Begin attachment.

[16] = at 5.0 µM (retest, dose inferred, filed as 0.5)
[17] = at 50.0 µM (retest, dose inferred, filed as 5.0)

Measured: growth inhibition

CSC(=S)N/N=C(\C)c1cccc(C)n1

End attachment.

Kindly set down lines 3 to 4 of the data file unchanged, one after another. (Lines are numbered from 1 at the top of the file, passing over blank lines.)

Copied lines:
Measured: growth inhibition

CSC(=S)N/N=C(\C)c1cccc(C)n1